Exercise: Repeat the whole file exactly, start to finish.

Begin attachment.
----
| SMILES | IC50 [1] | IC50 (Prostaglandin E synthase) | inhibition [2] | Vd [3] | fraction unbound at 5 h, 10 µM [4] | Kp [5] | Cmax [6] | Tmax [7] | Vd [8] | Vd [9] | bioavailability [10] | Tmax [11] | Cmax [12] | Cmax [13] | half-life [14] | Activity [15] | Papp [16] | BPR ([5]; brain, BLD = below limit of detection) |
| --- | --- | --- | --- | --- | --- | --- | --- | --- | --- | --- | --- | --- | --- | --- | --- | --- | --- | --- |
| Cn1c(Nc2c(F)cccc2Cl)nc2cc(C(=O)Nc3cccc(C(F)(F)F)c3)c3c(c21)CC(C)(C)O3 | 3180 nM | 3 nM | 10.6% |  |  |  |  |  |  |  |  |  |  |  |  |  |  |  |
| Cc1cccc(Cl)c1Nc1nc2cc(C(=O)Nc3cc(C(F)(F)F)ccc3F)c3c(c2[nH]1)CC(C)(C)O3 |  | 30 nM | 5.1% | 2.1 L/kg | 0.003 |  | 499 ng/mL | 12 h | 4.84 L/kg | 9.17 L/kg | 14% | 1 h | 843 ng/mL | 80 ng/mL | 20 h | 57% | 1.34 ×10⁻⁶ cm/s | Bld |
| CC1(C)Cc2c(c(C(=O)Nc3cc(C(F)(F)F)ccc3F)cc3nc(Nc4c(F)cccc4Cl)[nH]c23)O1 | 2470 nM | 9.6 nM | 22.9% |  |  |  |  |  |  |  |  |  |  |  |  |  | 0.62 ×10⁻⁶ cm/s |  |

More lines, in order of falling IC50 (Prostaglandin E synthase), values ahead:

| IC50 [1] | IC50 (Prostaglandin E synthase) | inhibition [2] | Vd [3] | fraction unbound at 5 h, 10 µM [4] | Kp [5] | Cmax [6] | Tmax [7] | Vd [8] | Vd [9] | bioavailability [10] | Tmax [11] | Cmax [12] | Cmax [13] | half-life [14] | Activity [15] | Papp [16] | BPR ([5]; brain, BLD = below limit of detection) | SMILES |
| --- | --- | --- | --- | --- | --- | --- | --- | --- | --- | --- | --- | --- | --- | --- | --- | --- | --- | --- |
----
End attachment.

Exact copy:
| SMILES | IC50 [1] | IC50 (Prostaglandin E synthase) | inhibition [2] | Vd [3] | fraction unbound at 5 h, 10 µM [4] | Kp [5] | Cmax [6] | Tmax [7] | Vd [8] | Vd [9] | bioavailability [10] | Tmax [11] | Cmax [12] | Cmax [13] | half-life [14] | Activity [15] | Papp [16] | BPR ([5]; brain, BLD = below limit of detection) |
| --- | --- | --- | --- | --- | --- | --- | --- | --- | --- | --- | --- | --- | --- | --- | --- | --- | --- | --- |
| Cn1c(Nc2c(F)cccc2Cl)nc2cc(C(=O)Nc3cccc(C(F)(F)F)c3)c3c(c21)CC(C)(C)O3 | 3180 nM | 3 nM | 10.6% |  |  |  |  |  |  |  |  |  |  |  |  |  |  |  |
| Cc1cccc(Cl)c1Nc1nc2cc(C(=O)Nc3cc(C(F)(F)F)ccc3F)c3c(c2[nH]1)CC(C)(C)O3 |  | 30 nM | 5.1% | 2.1 L/kg | 0.003 |  | 499 ng/mL | 12 h | 4.84 L/kg | 9.17 L/kg | 14% | 1 h | 843 ng/mL | 80 ng/mL | 20 h | 57% | 1.34 ×10⁻⁶ cm/s | Bld |
| CC1(C)Cc2c(c(C(=O)Nc3cc(C(F)(F)F)ccc3F)cc3nc(Nc4c(F)cccc4Cl)[nH]c23)O1 | 2470 nM | 9.6 nM | 22.9% |  |  |  |  |  |  |  |  |  |  |  |  |  | 0.62 ×10⁻⁶ cm/s |  |

More lines, in order of falling IC50 (Prostaglandin E synthase), values ahead:

| IC50 [1] | IC50 (Prostaglandin E synthase) | inhibition [2] | Vd [3] | fraction unbound at 5 h, 10 µM [4] | Kp [5] | Cmax [6] | Tmax [7] | Vd [8] | Vd [9] | bioavailability [10] | Tmax [11] | Cmax [12] | Cmax [13] | half-life [14] | Activity [15] | Papp [16] | BPR ([5]; brain, BLD = below limit of detection) | SMILES |
| --- | --- | --- | --- | --- | --- | --- | --- | --- | --- | --- | --- | --- | --- | --- | --- | --- | --- | --- |